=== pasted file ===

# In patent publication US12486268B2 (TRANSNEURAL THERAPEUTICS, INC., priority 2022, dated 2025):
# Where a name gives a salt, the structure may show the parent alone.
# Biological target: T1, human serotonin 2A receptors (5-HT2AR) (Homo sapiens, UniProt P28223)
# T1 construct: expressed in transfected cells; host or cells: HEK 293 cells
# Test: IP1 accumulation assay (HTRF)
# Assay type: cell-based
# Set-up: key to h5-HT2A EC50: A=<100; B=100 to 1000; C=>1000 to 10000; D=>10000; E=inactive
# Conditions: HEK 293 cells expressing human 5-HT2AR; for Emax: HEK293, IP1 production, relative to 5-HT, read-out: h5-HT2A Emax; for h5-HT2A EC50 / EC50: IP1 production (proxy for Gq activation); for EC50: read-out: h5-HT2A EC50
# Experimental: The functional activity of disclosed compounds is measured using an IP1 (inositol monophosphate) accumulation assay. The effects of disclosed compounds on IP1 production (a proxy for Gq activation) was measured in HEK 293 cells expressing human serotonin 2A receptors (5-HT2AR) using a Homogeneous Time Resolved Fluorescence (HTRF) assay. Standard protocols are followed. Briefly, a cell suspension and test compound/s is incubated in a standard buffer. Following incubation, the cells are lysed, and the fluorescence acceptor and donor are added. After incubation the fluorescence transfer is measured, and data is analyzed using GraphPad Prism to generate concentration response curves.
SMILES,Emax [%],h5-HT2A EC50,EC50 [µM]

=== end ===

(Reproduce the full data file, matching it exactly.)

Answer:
# In patent publication US12486268B2 (TRANSNEURAL THERAPEUTICS, INC., priority 2022, dated 2025):
# Where a name gives a salt, the structure may show the parent alone.
# Biological target: T1, human serotonin 2A receptors (5-HT2AR) (Homo sapiens, UniProt P28223)
# T1 construct: expressed in transfected cells; host or cells: HEK 293 cells
# Test: IP1 accumulation assay (HTRF)
# Assay type: cell-based
# Set-up: key to h5-HT2A EC50: A=<100; B=100 to 1000; C=>1000 to 10000; D=>10000; E=inactive
# Conditions: HEK 293 cells expressing human 5-HT2AR; for Emax: HEK293, IP1 production, relative to 5-HT, read-out: h5-HT2A Emax; for h5-HT2A EC50 / EC50: IP1 production (proxy for Gq activation); for EC50: read-out: h5-HT2A EC50
# Experimental: The functional activity of disclosed compounds is measured using an IP1 (inositol monophosphate) accumulation assay. The effects of disclosed compounds on IP1 production (a proxy for Gq activation) was measured in HEK 293 cells expressing human serotonin 2A receptors (5-HT2AR) using a Homogeneous Time Resolved Fluorescence (HTRF) assay. Standard protocols are followed. Briefly, a cell suspension and test compound/s is incubated in a standard buffer. Following incubation, the cells are lysed, and the fluorescence acceptor and donor are added. After incubation the fluorescence transfer is measured, and data is analyzed using GraphPad Prism to generate concentration response curves.
SMILES,Emax [%],h5-HT2A EC50,EC50 [µM]